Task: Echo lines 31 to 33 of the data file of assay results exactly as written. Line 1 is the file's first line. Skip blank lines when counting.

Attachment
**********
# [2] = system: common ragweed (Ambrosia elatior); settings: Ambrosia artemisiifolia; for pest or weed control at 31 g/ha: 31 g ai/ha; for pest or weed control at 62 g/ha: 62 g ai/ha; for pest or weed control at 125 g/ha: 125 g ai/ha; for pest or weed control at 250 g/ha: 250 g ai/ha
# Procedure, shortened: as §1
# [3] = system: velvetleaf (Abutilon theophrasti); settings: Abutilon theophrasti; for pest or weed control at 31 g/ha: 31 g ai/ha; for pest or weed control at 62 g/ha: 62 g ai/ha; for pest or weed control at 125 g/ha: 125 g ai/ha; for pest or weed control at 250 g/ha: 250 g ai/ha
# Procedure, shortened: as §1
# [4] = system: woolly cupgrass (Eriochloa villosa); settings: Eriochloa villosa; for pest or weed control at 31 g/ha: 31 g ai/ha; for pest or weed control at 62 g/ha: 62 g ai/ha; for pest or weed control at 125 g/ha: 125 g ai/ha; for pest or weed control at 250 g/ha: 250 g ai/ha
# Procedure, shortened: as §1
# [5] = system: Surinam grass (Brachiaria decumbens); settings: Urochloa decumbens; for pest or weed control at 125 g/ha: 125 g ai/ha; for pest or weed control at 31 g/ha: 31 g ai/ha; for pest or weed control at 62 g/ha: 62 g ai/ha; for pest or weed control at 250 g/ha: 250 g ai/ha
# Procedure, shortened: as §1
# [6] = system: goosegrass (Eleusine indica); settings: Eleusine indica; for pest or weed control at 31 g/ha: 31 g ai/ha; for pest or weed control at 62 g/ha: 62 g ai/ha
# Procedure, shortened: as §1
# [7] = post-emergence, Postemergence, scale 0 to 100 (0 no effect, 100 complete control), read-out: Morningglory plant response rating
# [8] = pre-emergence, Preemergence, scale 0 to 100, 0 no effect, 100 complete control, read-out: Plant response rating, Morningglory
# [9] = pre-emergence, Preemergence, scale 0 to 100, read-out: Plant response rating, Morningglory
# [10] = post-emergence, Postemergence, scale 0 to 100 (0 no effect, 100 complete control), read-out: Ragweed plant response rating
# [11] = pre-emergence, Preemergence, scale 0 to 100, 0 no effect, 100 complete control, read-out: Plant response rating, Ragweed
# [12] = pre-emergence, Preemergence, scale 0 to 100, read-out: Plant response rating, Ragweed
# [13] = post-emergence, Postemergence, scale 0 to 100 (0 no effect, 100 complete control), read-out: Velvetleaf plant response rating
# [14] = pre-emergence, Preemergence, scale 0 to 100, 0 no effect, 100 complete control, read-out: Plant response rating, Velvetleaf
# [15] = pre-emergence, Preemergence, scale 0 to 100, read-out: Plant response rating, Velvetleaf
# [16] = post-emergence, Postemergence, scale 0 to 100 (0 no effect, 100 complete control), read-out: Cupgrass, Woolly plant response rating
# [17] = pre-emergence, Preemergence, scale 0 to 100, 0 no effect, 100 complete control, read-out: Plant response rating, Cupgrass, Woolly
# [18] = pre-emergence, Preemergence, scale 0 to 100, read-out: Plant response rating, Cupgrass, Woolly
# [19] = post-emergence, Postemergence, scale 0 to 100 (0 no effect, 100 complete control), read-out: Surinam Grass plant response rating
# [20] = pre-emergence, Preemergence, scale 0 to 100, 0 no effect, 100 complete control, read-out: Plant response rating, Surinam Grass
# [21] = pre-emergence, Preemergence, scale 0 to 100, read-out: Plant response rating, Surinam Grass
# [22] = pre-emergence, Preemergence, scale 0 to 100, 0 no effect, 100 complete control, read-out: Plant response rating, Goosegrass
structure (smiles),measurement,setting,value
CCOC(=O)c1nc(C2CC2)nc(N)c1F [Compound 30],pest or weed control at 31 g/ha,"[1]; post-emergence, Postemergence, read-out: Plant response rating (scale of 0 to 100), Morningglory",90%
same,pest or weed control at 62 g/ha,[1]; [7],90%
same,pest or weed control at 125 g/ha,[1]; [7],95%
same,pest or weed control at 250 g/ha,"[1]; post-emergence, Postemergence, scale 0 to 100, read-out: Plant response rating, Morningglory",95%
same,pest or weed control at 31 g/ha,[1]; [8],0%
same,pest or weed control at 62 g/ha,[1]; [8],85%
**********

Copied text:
same,pest or weed control at 250 g/ha,"[1]; post-emergence, Postemergence, scale 0 to 100, read-out: Plant response rating, Morningglory",95%
same,pest or weed control at 31 g/ha,[1]; [8],0%
same,pest or weed control at 62 g/ha,[1]; [8],85%